Trusted Reviews is supported by its audience. If you purchase through links on our site, we may earn a commission. Learn more.

Apple iPad 10th gen vs iPad 9th gen: Which tablet should you buy?

After the recent launch of the new iPad Air M2 and iPad Pro M4, you might be thinking now’s the time to invest in a more budget-friendly option.

We’ve compared the specs and our reviews of the iPad 10 (2022) to its predecessor, the iPad 9 (2021) so you can decide which entry-level iPad is right for you.

Pricing and availability

Available as Apple’s most budget-friendly iPad option, the iPad 10 currently has an RRP of £349/$349.

Apple has quietly removed the iPad 9 from its shelves, although at the time of writing it is still readily available in some retailers for around £299/$299.


The iPad 10th Gen is bigger than the iPad 9, measuring 10.9-inches whereas the latter is 10.2-inches. Although negligible, this is worth considering if you know you’ll be travelling around with your iPad in tow.

Both iPads have a 12MP front-facing camera that’s fitted with Apple’s Centre Stage, a technology that uses machine learning to automatically pan the camera to keep you and others centred in the frame. However, the iPad 9’s front camera is portrait whereas the iPad 10’s is landscape, which is actually the same as the newly launched iPad Air and iPad Pro.

Now slightly outdated, especially for iPads, the iPad 9 has a Lightning connector but the iPad 10 has the USB-C connector. If you have an iPhone 14 Pro Max or older then this may not necessarily be an issue, but if you have made the swap to USB-C then this will feel like a step backwards. 

Speaking of outdated, the iPad 10 has a much slimmer bezel and no Home button, which makes the iPad 9 look quite dated in comparison, as it sports much larger bezels and a Home button.

The iPad 10 is available in much brighter colours than the iPad 9, with a choice of Blue, Yellow, Pink or a more muted Silver. The iPad 9 is only available in either Silver or Space Grey.

Left ImageRight Image


Both iPads also have Apple’s trademarked Retina displays, however the iPad 10 screen is Liquid Retina. This means the iPad 10’s display is built upon LCD technology which has a higher pixel-density.

Even so, while the iPad 10 does boast a higher screen resolution than the iPad 9, it definitely isn’t the best screen found on an iPad with the iPad Pro moving onto OLED. For a budget option though, it is more than acceptable.

Left ImageRight Image


Unlike the newer and higher-end iPads, both the iPad 10 and iPad 9 run on Apple’s A chips rather than the desktop-level M chip. The iPad 10 runs on the A14 Bionic Chip, which is also found in the iPhone 12 series, and the iPad 9 runs on the A13 Bionic Chip, found in the iPhone 11 series.

Neither chip is Apple’s most up to date offering however, as the Apple A17 Pro is now available inside the iPhone 15 Pro. Although we found the iPad 9 to “perform admirably” with the 2019 chip “still seriously snappy and more than adequate,” we found the iPad 10 “ticks all the boxes when it comes to performance” with “obvious upgrades if you’re coming from an iPad 9 or iPad 8.” 

The iPad 9 also falls short with connectivity, as there’s no Wi-Fi 6 and if you do want a cellular model, you’ll only get 4G networks as there’s no 5G support.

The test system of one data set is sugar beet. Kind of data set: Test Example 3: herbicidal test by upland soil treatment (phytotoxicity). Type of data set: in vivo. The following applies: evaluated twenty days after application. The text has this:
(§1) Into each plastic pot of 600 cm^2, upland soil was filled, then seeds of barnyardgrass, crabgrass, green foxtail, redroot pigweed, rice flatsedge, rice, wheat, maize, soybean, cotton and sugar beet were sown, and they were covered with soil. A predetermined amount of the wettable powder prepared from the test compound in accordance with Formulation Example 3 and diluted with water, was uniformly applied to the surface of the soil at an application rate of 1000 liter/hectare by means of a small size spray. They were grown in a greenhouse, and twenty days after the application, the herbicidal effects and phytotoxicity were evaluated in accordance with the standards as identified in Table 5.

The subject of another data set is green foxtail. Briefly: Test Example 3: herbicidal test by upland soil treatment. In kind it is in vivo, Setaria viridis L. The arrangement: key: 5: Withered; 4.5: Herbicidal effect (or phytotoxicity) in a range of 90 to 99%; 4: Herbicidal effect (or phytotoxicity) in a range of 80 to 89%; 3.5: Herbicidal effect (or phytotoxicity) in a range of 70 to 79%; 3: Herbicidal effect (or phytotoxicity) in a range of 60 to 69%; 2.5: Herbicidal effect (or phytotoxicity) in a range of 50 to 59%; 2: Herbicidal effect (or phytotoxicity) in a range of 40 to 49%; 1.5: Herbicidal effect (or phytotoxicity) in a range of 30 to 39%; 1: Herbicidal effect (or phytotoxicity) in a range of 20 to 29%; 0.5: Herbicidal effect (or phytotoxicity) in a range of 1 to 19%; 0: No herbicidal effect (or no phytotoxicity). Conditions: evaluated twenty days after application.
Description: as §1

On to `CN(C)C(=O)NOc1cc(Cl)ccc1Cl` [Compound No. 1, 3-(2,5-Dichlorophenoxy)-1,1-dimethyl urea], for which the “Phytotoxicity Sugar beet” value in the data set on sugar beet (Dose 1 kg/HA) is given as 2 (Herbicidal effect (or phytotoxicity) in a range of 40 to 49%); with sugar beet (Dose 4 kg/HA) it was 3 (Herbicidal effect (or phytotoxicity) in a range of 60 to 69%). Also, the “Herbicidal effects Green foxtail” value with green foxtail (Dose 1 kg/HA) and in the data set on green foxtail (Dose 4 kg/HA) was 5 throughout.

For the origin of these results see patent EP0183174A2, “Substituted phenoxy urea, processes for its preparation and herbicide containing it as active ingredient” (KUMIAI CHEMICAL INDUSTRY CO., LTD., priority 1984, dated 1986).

Apart from the more convenient USB-C port on the iPad 10 and the Lightning port on the iPad 9, the battery and charging life of both iPads remains virtually unchanged with Apple claiming a 10-hour battery life for both models.

We found in our tests that after a typical day the iPad 10 was left with over 50% battery left and the iPad 9 needing to be charged “a couple of times a week.”


The iPad 10 is compatible with more iPad accessories, including Apple Pencil First Generation and USB-C and Magic Keyboard Folio.

Meanwhile, the iPad 9 does support Apple Pencil First Generation, but it isn’t compatible with Magic Keyboard, supporting the Smart Keyboard instead. 


While the iPad 10 isn’t exactly perfect, there are still some clear improvements over its predecessor here, most notably in terms of its design and performance. We’d have appreciated further improvements to the screen, but it remains good enough for watching videos or gaming, and the battery life remains excellent.

If you’re on a tight budget then the iPad 9 still offers plenty of great value and should not be dismissed, but if you have a little more cash to splash then the iPad 10 will be worth it.

Why trust our journalism?

Founded in 2003, Trusted Reviews exists to give our readers thorough, unbiased and independent advice on what to buy.

Today, we have millions of users a month from around the world, and assess more than 1,000 products a year.

author icon

Editorial independence

Editorial independence means being able to give an unbiased verdict about a product or company, with the avoidance of conflicts of interest. To ensure this is possible, every member of the editorial staff follows a clear code of conduct.

author icon

Professional conduct

We also expect our journalists to follow clear ethical standards in their work. Our staff members must strive for honesty and accuracy in everything they do. We follow the IPSO Editors’ code of practice to underpin these standards.

Trusted Reviews Logo

Sign up to our newsletter

Get the best of Trusted Reviews delivered right to your inbox.

This is a test error message with some extra words